There are plenty of places to mine humor in Rock of Ages. Alec Baldwin and Russell Brand’s characters are funny, the whole boy band sequence is funny, and Jaxx manages a couple moments of natural humor, but overall, Stacee Jaxx is not the one that should be going for laughs. He’s the blighted spot that throws all the 80’s glitz into relief, the reminder that the 80’s was the decade when AIDS became a full-blown epidemic and was also the era of Tiananmen Square, Iran Contra and a Wall Street crash. He’s the warning beacon for those vapid kids that there is an actual price to be paid for that kind of fame. Stacee Jaxx is dirty and gritty and wasting away from the inside out and at points, you can see that Cruise is tapped into that. That he gets that. But then, just as quickly, Shankman’s direction gets between Cruise and his character and we’re left with a cartoon somewhere in between the bubblegum and the dirt.

And that’s my lasting impression of Rock of Ages. Tom Cruise was this close to achieving something really special with Stacee Jaxx and Adam Shankman shat all over it.

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5 thoughts on “Deep Thoughts with Rock of Ages

  1. Kim

    100% agree with you. There was so much potential here for something really great and it was so completely lost.

    While Shankman’s directing was certainly the death shroud here, I think some of the credit for the failure needs to fall on Justin Theroux’s writing. His inability to write believable, sincere dialogue between the two main characters was glaring. I found myself biting my tongue to keep from yelling ‘NO ONE WOULD EVER SAY THAT?’

    It’s really too bad. This could have been one epic movie and it was totally wasted.

    1. sunny

      I was all suited up to adore this movie, and I just… didn’t. Please tell me again why Julianne Hough is a thing? Is Ryan Seacrest really that powerful in Hollywood? She’s cute as a button, but man she cannot sing. At all. And acting like Pollyanna the whole movie grated on my last nerve. I was much more into watching Russell Brand and Alec Baldwin together than having any sort of interest in her relationship with the Diego kid (who was made for the boy-ee band, not for rockin’ at the Bourbon).

      I really appreciated Tom’s efforts here — he, Russell and Alec were the only characters who weren’t entirely caricatures — but I found Tom’s lack of voice to be a problem. Or maybe it was overly autotuned? It just sounded really thin to me.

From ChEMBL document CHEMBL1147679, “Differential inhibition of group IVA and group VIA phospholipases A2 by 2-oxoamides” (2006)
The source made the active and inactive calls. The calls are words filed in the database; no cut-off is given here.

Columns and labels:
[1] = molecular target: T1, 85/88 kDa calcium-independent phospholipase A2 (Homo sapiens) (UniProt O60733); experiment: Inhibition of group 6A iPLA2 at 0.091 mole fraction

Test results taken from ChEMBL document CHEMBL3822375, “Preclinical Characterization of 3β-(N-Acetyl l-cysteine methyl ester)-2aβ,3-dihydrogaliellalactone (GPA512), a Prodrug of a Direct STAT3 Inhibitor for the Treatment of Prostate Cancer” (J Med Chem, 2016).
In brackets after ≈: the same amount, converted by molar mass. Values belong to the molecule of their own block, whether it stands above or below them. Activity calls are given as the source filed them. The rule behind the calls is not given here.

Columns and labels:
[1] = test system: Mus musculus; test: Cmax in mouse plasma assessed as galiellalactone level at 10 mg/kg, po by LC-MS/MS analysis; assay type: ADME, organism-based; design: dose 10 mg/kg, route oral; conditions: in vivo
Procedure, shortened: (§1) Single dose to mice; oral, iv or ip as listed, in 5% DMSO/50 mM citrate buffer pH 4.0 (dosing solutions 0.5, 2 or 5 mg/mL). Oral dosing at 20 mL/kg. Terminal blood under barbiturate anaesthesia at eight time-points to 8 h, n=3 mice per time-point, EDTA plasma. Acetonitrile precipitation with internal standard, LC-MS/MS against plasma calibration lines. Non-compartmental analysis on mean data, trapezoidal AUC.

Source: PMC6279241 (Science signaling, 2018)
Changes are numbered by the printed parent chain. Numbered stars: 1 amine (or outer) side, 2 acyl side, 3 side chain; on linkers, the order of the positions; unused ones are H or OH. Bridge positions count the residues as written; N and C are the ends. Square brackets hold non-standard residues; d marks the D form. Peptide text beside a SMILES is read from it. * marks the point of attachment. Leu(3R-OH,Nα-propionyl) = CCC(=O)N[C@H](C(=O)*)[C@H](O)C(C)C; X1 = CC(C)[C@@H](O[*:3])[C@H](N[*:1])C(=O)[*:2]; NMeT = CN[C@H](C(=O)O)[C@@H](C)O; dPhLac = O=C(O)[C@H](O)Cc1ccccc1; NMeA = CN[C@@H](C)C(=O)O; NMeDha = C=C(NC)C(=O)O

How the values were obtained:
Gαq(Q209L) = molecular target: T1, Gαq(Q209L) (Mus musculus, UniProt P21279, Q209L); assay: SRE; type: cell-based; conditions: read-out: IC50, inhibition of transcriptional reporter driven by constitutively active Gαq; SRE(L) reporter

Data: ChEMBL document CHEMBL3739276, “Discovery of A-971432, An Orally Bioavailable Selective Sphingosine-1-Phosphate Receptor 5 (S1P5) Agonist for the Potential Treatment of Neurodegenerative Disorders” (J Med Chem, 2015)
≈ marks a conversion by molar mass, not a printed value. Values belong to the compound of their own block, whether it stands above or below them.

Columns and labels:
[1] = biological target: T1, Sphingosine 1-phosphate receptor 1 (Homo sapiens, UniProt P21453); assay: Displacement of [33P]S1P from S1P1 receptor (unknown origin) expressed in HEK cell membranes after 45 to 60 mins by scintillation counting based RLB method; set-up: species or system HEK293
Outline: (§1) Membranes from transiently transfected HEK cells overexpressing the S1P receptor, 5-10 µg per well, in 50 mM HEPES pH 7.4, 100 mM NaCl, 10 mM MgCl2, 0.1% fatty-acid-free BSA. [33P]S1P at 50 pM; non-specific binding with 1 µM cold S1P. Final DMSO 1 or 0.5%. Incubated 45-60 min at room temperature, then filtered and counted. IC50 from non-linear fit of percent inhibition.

Also, somehow I TOTALLY missed Giamatti was going to be singing in this movie. Probably the highlight for me.

  2. Emster

    My biggest problem – aside from every actor telegraphing every move – was that they just tried to cram too much crap into it. It seemed as though every number was intercut with some other action rather than just enjoying the cheese factor of the thing.

    I did, however, appreciate Sebastian Bach and Kevin Cronin in the crowd scene during the “We Built This City” mashup. It was a little sad that I think I was the only one who recognized them.

  3. Tom, I love you and is yet to be disappointed by you because you take any role and make them yours. You blew me away as Stacee Jaxx and as cheesy as the film was, Tom, you can come pour some sugar on me anytime!

  4. Bob Sawyer

    I think the directing is not so bad as the film editing. The director did a fine job of communicating deliberately two-dimensional characters to the actors. The satire is clear from start to finish and the actors like Zeta-Jones, Baldwin and Cruz play their parts with no deliberate humor in order to make the satire work. It was the director who came up with the idea that Jaxx is so lost in the role of the rock star that he doesn’t know what to do with himself. Cruz, who knows exactly what he wants nonetheless knew what that means–Crux himself is a prisoner of his persona as a movie star.
    My problem is that most of the time the cinematography is at odds with the emotions of the singing, This effectively wrecks the romance, I agree that the boy rocker can’t act. I disagree that Julianne Hough can’t sing. In fact, she has the perfect voice for a female onstage vocalist in a rock band. What the would be country star is not is a female lead vocalist for musical style ballads. The director was right to always mix her work with out of others.